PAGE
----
It Is the time for Fasting, Prayer, and Charitable Acts to Deepen One’s Connection with Allah
By Syed Anaiyat Bukharie
As the Islamic world enters the month of Ramadan, Muslims from all corners of the globe engage in a time of intense spiritual devotion. This holy month is regarded as the most glorious in the Islamic calendar and is marked by fasting, prayer, and reflection. During this time, Muslims abstain from food, drink, and other physical needs from dawn to sunset and devote themselves to prayer, recitation of the Holy Quran, and charitable deeds. This news article explores the significance of Ramadan and how it is observed by Muslims worldwide. Ramadan
In the Holy Quran, it is clearly outlined in Surah Baqarah Ayat 183, “O you who have believed, decreed upon you is fasting as it was decreed upon those before you that you may become righteous.” This verse conspicuously substantiates that Ramadan is not only the month of starving but is the month of purifying the soul, rejuvenating faith, and seeking forgiveness by abstaining from negative behavior such as gossiping, lying, recrimination, and backbiting. By avoiding these behaviors, we can rejuvenate our faith.
The beauty of this month is that the gates of heaven are opened, and the gates of hell are closed. Fasting during Ramadan is an act of worship and a means of self-discipline. When we deprive ourselves of food and drink, we learn to control our desires and become more mindful of our actions. Fasting is also an act of solidarity with the less fortunate, as it reminds us of the suffering of those who do not have the means to eat or drink.
In this glorious month, the Holy Quran was revealed to Prophet Muhammad (SAW) among the last 10 odd days of this month, i.e., 21, 23, 25, 27, 29. Among all these dates, 27 is considered the most authentic, and that night is known as Laylatul Qadr, which has great significance. Laylatul Qadr is also mentioned in the Quran in Chapter 97 verse 3, “The Night of Power is better than a thousand months.”
Moreover, Anas ibn Malik (RA) reported: The Messenger of Allah (SAW) said, “There is a night within it that is better than a thousand months. Whoever is deprived of it has been deprived of all good.” Reciting the Quran during this month is considered a way of getting closer to Allah, and it is believed that the rewards for reading the Holy Quran during this month are multiplied (Saying of Prophet Muhammad Peace Be upon Him). In this month, Muslims give enormous charity to the poor and needy and to several organizations. Around the world, people take advantage of this month to launch fundraising campaigns. Giving charity is considered a way of purifying one’s wealth, and it is believed that the rewards for giving during this month are multiplied (Sayings of Prophet).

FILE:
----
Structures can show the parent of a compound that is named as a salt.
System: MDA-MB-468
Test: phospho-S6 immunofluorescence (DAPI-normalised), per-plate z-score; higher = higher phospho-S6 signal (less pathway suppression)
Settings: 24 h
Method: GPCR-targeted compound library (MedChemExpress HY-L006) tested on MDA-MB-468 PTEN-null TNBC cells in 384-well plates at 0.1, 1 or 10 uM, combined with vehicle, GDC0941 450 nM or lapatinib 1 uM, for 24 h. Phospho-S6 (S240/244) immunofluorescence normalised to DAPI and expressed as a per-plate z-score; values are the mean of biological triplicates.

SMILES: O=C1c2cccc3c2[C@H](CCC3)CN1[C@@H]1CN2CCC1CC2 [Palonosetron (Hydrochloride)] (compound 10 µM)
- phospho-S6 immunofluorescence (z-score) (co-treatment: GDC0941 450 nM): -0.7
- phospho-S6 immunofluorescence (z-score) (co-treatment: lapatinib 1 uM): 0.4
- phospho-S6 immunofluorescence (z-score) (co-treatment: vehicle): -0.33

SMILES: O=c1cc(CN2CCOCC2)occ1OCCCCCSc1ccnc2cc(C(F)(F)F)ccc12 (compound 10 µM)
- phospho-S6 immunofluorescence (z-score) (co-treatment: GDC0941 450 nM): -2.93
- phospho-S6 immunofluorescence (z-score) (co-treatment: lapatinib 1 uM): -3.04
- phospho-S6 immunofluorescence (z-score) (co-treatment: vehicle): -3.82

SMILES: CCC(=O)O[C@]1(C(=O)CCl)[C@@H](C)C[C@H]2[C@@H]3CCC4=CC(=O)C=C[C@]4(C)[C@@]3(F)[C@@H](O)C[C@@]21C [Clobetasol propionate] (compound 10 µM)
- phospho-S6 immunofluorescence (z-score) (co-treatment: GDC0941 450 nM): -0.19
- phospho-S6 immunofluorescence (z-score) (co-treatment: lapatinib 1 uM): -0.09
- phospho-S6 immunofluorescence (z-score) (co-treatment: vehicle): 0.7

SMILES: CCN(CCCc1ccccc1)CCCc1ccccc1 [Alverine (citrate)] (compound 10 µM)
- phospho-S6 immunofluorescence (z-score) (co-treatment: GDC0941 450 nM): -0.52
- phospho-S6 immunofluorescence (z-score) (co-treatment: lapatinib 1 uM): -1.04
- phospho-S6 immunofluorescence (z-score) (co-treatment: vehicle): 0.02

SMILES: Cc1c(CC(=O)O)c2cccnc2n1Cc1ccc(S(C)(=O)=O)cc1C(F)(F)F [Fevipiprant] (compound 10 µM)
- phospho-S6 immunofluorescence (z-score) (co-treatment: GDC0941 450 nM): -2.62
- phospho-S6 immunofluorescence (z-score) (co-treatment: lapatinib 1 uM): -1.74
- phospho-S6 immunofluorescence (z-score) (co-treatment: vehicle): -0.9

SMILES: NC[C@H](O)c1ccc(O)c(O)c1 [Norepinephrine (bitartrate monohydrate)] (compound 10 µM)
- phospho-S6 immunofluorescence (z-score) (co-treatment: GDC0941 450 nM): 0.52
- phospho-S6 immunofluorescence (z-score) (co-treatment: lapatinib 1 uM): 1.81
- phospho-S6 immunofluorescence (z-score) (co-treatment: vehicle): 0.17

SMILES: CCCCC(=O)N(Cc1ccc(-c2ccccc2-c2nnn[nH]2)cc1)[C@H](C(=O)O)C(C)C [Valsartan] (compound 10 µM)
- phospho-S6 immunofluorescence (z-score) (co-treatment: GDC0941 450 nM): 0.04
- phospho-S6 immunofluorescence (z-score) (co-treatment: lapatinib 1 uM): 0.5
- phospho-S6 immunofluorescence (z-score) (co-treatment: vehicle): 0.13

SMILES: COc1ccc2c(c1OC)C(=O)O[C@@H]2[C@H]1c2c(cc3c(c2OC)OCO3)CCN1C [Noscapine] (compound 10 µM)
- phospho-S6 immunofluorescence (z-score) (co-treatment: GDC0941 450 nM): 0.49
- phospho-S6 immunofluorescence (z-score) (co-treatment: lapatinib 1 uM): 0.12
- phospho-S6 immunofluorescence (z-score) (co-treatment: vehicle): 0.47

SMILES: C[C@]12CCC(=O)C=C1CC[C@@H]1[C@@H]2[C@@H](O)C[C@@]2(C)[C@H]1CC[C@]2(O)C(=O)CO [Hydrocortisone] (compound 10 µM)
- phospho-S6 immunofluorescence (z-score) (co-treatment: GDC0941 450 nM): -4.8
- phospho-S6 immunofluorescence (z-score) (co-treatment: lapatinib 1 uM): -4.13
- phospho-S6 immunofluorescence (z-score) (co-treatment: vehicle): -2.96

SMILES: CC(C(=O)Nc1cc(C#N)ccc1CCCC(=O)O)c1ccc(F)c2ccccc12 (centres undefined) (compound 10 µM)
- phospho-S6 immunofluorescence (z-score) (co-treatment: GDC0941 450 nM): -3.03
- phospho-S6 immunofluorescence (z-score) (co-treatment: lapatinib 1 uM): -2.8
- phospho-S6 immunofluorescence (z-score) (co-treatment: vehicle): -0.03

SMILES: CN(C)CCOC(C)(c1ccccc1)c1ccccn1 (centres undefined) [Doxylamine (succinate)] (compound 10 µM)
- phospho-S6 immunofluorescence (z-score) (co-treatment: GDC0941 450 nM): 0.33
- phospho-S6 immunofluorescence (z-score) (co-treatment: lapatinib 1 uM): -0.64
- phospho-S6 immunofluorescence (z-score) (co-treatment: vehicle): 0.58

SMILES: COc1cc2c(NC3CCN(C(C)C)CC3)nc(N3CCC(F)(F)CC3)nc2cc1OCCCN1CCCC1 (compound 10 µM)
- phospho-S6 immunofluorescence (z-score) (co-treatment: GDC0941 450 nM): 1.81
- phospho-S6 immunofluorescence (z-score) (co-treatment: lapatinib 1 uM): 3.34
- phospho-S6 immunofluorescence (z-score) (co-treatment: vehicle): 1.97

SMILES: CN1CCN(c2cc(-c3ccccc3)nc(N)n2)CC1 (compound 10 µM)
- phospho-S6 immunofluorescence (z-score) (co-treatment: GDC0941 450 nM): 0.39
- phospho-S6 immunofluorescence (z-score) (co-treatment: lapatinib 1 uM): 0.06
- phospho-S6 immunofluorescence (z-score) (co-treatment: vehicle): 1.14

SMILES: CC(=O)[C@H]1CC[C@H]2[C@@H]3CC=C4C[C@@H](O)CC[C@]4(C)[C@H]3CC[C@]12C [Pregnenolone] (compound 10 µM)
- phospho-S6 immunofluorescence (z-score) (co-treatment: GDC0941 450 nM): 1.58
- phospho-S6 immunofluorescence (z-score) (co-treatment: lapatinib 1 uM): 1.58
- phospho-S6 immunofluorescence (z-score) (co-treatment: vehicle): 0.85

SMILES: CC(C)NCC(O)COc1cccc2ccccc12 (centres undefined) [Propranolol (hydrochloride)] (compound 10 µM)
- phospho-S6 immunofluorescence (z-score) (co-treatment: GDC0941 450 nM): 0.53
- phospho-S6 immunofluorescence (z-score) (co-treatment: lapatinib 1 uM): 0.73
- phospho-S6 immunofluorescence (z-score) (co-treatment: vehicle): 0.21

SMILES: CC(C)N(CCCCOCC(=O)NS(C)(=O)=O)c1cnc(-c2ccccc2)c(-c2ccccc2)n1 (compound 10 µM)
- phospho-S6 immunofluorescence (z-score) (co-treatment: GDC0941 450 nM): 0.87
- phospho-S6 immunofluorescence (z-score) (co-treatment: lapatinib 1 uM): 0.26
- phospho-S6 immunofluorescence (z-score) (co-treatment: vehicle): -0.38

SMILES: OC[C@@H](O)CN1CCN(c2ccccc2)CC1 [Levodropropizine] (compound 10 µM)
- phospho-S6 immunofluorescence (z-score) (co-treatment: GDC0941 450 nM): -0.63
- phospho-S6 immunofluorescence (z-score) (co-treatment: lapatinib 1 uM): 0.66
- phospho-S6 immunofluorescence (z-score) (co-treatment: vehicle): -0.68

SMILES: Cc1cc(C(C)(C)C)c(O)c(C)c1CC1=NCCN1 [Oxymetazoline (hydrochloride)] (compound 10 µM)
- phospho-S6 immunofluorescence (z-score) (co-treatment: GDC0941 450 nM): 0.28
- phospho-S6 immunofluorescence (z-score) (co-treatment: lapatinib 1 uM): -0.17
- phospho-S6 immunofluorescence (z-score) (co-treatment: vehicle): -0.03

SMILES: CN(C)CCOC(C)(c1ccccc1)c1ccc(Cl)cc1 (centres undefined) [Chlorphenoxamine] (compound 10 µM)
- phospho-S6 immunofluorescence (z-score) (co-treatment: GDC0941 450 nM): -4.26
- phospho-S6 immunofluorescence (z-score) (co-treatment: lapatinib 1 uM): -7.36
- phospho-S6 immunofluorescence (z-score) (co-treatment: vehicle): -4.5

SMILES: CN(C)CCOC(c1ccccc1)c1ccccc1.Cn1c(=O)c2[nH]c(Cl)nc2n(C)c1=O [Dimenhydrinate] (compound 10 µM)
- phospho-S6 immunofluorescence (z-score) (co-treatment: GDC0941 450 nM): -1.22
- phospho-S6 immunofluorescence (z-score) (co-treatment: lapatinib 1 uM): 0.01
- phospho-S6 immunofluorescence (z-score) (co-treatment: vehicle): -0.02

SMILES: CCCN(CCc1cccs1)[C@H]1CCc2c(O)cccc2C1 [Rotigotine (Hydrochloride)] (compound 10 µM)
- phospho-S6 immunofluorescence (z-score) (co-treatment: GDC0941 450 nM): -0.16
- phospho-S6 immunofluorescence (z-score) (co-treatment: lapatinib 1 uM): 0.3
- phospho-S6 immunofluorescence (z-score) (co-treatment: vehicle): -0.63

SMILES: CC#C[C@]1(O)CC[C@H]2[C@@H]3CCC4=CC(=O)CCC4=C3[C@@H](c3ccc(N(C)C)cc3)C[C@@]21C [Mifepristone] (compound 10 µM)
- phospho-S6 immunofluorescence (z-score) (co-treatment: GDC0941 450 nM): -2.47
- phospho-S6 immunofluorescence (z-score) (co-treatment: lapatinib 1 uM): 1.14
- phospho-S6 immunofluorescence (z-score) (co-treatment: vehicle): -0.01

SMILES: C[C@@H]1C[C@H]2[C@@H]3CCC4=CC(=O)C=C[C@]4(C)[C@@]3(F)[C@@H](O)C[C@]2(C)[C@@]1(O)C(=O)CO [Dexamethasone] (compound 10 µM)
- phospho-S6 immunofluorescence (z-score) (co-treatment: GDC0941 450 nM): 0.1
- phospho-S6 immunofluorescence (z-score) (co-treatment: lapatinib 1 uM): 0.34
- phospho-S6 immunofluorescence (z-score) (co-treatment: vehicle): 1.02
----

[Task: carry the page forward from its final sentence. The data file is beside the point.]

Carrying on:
In the month of Ramadan, a special night prayer, known as Taraweeh or Qiyam, is offered. Abu-Hurairah reports that the Prophet SAW said, “Whoever prays during the nights of Ramadan (Tarawee) with firm belief and hoping for a reward, all of his previous sins would be forgiven.” Taraweeh comprises twenty Rakats followed by Witr at the end. These prayers are an opportunity for us to connect with Allah and seek His forgiveness.
This month is also a time for increased family and community gatherings. Before iftar (breaking fast), we gather with our families to supplicate congregationally. Because before some minutes of Iftar, the time is considered imperative and precious as the angels are waiting to recite Amen on our supplications, and it is being said whatever we supplicate at the time of iftar shall be accepted before long.
As Ramadan approaches, Muslims worldwide prepare for a month of spiritual growth and deepening their connection with Allah. Fasting, prayer, recitation of the Quran, and charitable acts all serve as avenues for purifying the soul and seeking forgiveness. Ramadan is not only an individual practice but a time for the Muslim community to come together, share experiences, offer support, and pray collectively. It is a time to set aside differences and seek forgiveness, to heal relationships, and to purify the heart of hatred and malice before the month comes to a close. Ramadan teaches us to focus on what unites us as a community and to strive for greater spiritual growth.
The views expressed in this article are solely those of the author and do not necessarily reflect the opinions or views of this newspaper. The author can be reached at reached at [email protected]
“There is a night within it that is better than a thousand months. Whoever is deprived of it has been deprived of all good.”